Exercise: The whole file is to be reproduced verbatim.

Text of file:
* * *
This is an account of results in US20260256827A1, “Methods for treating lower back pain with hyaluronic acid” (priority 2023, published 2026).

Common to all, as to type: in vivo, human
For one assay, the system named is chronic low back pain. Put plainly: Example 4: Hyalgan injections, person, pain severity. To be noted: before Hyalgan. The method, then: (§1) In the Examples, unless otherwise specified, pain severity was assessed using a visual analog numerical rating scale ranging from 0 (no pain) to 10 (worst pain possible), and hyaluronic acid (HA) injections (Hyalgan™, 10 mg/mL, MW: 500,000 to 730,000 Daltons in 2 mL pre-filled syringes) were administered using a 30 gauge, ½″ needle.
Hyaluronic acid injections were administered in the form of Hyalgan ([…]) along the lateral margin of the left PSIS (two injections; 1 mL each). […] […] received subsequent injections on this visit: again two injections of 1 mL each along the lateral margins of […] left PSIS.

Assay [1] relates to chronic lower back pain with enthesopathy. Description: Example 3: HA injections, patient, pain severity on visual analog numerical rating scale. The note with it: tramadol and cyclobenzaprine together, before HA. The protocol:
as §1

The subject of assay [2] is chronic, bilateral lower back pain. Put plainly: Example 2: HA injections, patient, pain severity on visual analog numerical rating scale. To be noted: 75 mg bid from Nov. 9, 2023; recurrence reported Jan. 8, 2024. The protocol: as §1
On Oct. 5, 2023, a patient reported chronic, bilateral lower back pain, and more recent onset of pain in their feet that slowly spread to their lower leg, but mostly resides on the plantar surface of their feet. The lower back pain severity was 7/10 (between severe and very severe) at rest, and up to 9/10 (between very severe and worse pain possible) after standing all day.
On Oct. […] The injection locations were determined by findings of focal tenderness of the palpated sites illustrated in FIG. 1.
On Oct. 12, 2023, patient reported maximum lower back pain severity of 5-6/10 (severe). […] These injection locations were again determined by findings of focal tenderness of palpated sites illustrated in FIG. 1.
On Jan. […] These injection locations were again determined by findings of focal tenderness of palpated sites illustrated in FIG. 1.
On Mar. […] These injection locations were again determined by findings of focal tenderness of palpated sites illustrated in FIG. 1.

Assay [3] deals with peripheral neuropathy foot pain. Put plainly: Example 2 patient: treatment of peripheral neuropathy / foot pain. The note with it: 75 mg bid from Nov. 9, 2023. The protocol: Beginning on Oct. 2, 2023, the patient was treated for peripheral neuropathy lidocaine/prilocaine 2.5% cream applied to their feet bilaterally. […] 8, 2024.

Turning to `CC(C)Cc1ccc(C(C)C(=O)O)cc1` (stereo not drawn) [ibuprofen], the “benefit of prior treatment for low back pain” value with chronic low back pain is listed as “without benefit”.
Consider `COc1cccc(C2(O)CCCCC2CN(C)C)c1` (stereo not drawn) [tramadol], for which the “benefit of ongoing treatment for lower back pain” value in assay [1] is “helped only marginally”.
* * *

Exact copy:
This is an account of results in US20260256827A1, “Methods for treating lower back pain with hyaluronic acid” (priority 2023, published 2026).

Common to all, as to type: in vivo, human
For one assay, the system named is chronic low back pain. Put plainly: Example 4: Hyalgan injections, person, pain severity. To be noted: before Hyalgan. The method, then: (§1) In the Examples, unless otherwise specified, pain severity was assessed using a visual analog numerical rating scale ranging from 0 (no pain) to 10 (worst pain possible), and hyaluronic acid (HA) injections (Hyalgan™, 10 mg/mL, MW: 500,000 to 730,000 Daltons in 2 mL pre-filled syringes) were administered using a 30 gauge, ½″ needle.
Hyaluronic acid injections were administered in the form of Hyalgan ([…]) along the lateral margin of the left PSIS (two injections; 1 mL each). […] […] received subsequent injections on this visit: again two injections of 1 mL each along the lateral margins of […] left PSIS.

Assay [1] relates to chronic lower back pain with enthesopathy. Description: Example 3: HA injections, patient, pain severity on visual analog numerical rating scale. The note with it: tramadol and cyclobenzaprine together, before HA. The protocol:
as §1

The subject of assay [2] is chronic, bilateral lower back pain. Put plainly: Example 2: HA injections, patient, pain severity on visual analog numerical rating scale. To be noted: 75 mg bid from Nov. 9, 2023; recurrence reported Jan. 8, 2024. The protocol: as §1
On Oct. 5, 2023, a patient reported chronic, bilateral lower back pain, and more recent onset of pain in their feet that slowly spread to their lower leg, but mostly resides on the plantar surface of their feet. The lower back pain severity was 7/10 (between severe and very severe) at rest, and up to 9/10 (between very severe and worse pain possible) after standing all day.
On Oct. […] The injection locations were determined by findings of focal tenderness of the palpated sites illustrated in FIG. 1.
On Oct. 12, 2023, patient reported maximum lower back pain severity of 5-6/10 (severe). […] These injection locations were again determined by findings of focal tenderness of palpated sites illustrated in FIG. 1.
On Jan. […] These injection locations were again determined by findings of focal tenderness of palpated sites illustrated in FIG. 1.
On Mar. […] These injection locations were again determined by findings of focal tenderness of palpated sites illustrated in FIG. 1.

Assay [3] deals with peripheral neuropathy foot pain. Put plainly: Example 2 patient: treatment of peripheral neuropathy / foot pain. The note with it: 75 mg bid from Nov. 9, 2023. The protocol: Beginning on Oct. 2, 2023, the patient was treated for peripheral neuropathy lidocaine/prilocaine 2.5% cream applied to their feet bilaterally. […] 8, 2024.

Turning to `CC(C)Cc1ccc(C(C)C(=O)O)cc1` (stereo not drawn) [ibuprofen], the “benefit of prior treatment for low back pain” value with chronic low back pain is listed as “without benefit”.
Consider `COc1cccc(C2(O)CCCCC2CN(C)C)c1` (stereo not drawn) [tramadol], for which the “benefit of ongoing treatment for lower back pain” value in assay [1] is “helped only marginally”.